posted by DirtyOldTown at 2:25 PM on October 15, 2014 [3 favorites]


The AMC group is a little trickier, but then, they also own a chain of movie theaters.

No, AMC Networks is no relation to AMC Theatres. Unless you're talking about the IFC Center in Manhattan ... but are there other locations?

And their IFC content now frequently makes more money for them on Pay Per View than on the channel proper. I'm thinking the people cashing the checks from Mad Men and The Walking Dead would find a way to get Don Draper and Daryl and Michonne into your living room without Comcast. The idea that the switch to a la carte programming would kill these networks is ridiculous. TONS of people want their content ...

I dunno. I think sometimes people overestimate how many people watch these shows. This New York Times article is from 2012, but it says, "AMC collects $30 million a month in fees alone on a base of 80 million subscribers, which is pretty good considering that the last episode of Breaking Bad had fewer than three million viewers." Are all three million of those people watching Breaking Bad going to pay $10 to AMC each and every month to match the fees they get from the cable industry? And that's an established hit show! If 80 million people didn't have access to AMC in the first place, would that many people ever have discovered Breaking Bad? I'm sure a model will evolve to allow these shows to be funded and then discovered individually, on a more or less a la carte basis, but I sure don't think it exists today.
posted by Mothlight at 2:40 PM on October 15, 2014 [3 favorites]


Just as a failed network show can become a big deal on streaming media like Arrested Development did or like Community likely will, refugee tv shows from Discovery or Scripps would be premium content on Netflix or Hulu. Science, history, cooking, and cable reality programs are, by and large, spectacularly cheap shows. The challenge of finding alternate revenue streams would certainly kill some of them. But most of the popular favorites would just rework their existing revenue streams to keep on truckin'.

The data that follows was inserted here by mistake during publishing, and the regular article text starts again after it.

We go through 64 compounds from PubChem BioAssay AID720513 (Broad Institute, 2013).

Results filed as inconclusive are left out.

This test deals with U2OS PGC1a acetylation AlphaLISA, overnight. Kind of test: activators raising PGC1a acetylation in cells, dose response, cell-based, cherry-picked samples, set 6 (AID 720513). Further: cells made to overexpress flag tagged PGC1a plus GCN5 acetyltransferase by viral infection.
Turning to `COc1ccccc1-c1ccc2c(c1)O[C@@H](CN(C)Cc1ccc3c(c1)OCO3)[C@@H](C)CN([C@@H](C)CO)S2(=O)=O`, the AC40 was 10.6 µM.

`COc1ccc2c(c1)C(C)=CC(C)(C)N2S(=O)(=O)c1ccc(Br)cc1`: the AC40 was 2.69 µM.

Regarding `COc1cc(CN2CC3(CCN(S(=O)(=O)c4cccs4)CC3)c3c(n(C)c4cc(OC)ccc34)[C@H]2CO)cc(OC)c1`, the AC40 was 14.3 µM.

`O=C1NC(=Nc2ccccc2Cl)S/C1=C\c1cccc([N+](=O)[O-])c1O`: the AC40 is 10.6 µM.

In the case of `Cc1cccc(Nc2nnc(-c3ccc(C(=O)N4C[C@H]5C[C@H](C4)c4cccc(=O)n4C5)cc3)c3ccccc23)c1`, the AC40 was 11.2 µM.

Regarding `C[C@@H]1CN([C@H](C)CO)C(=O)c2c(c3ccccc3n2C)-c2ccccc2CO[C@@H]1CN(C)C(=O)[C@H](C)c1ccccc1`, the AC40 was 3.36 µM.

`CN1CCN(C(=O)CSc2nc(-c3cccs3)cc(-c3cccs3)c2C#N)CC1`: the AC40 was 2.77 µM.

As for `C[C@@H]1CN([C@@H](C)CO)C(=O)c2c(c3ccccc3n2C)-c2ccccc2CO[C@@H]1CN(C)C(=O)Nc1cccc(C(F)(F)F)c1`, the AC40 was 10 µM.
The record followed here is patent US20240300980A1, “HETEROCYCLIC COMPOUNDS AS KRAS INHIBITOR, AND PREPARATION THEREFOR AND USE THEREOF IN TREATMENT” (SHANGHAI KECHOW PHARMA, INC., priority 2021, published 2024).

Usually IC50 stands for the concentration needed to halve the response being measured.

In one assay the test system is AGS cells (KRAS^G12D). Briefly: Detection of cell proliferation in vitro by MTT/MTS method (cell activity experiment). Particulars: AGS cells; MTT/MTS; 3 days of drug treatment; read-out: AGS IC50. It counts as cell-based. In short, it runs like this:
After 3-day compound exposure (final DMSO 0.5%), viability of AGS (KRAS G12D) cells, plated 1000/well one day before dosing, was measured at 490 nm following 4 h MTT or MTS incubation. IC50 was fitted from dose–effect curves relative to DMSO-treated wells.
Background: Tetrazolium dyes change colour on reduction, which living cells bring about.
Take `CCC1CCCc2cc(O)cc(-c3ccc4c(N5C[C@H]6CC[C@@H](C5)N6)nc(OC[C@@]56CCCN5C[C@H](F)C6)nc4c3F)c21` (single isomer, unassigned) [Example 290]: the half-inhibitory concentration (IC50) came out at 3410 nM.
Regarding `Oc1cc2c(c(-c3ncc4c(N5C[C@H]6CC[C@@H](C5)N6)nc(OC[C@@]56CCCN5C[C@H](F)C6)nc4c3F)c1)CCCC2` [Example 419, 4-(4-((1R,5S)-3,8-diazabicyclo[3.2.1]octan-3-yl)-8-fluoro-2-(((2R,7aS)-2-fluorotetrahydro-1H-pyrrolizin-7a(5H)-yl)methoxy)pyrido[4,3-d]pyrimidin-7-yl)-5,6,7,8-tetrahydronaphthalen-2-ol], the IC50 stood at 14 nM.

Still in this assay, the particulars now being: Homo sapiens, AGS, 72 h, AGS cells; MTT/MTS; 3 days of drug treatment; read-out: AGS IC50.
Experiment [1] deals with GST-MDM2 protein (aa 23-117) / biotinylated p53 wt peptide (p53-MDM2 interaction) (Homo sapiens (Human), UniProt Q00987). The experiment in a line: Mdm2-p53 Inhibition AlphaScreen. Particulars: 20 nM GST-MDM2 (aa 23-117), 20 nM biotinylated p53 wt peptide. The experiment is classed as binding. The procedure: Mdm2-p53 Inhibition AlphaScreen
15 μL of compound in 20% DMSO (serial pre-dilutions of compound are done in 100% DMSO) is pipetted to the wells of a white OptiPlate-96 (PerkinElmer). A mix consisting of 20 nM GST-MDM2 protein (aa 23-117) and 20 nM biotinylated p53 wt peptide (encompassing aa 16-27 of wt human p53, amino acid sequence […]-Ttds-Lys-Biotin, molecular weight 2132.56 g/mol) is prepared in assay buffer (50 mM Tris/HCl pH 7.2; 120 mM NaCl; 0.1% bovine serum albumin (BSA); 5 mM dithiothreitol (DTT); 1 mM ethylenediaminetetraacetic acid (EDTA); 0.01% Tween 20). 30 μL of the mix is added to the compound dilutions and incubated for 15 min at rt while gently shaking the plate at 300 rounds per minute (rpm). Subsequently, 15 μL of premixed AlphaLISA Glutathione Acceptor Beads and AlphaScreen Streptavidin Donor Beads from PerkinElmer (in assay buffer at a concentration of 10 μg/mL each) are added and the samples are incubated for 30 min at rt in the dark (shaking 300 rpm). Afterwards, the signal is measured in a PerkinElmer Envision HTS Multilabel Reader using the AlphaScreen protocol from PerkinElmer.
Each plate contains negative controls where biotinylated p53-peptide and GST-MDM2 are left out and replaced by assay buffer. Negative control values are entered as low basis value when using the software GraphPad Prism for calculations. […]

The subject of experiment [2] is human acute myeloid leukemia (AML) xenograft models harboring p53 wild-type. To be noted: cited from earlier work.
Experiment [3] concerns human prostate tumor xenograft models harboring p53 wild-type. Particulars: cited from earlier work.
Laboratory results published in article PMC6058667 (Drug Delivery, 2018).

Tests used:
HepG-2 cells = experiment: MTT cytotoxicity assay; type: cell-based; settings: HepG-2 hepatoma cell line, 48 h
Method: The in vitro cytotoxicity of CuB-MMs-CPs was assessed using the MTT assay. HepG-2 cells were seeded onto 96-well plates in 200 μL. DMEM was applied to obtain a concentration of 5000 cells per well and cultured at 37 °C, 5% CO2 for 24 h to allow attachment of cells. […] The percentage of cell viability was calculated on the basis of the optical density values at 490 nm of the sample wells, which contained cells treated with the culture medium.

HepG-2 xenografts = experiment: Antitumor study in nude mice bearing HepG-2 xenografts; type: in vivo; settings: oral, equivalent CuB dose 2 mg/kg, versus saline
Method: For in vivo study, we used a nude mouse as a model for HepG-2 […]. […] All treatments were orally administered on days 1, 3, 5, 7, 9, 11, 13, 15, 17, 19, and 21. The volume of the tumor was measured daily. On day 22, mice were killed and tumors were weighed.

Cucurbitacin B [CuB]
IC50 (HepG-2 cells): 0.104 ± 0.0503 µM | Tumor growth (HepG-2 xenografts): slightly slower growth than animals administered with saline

Except this argument is a wonderful hypothetical that is countered by opposite examples in reality.

For just the most recent example, someone upthread mentioned the WWE Network. WWE Network is a full streaming service that in addition to the WWE library on demand, offers streaming access to Pay Per Views at a sixth of the cable subscription price. WWE's intent was to use this, as well as the subscriber success of the Network, to leverage a better subscription rate with USA for broadcasting their television programming.

What happened was that WWE wanted 1-2 million subscribers and got only about 700,000. At which point, they had to renegotiate their TV contract with USA for significantly less than projected. WWE's stock plummeted.

WWE did not respond by "reworking existing revenue streams to keep on truckin'." They responded by firing ten percent of the entire company to help get the share price back up. This week it was also announced that WWE Network will start airing ads during streaming programming.

This is what is going to happen with lower-tier networks losing subscription leverage in an a la carte model. It has nothing to do with whether or not you or I like it; it has everything to do with what shareholders will insist on.

"making the same income? Maybe not." is not a statement any of these networks' shareholders would suggest is bound in any form of reality. It simply isn't.
posted by XQUZYPHYR at 2:41 PM on October 15, 2014 [3 favorites]


A Brief Review of Your TV Model Will Never Work Arguments:
1) TV itself will never work. Because movies.
2) TV will die now. Because widescreen and color and 3-D and Cinerama.
3) Cable will never work. No one will pay for tv.
4) Premium channels can't work. No one will pay enough extra from them to afford to stop showing commercials.
5) Streaming services will never work. People already have cable and video stores.
6) Original streaming shows will never work. You can't build an audience without a network/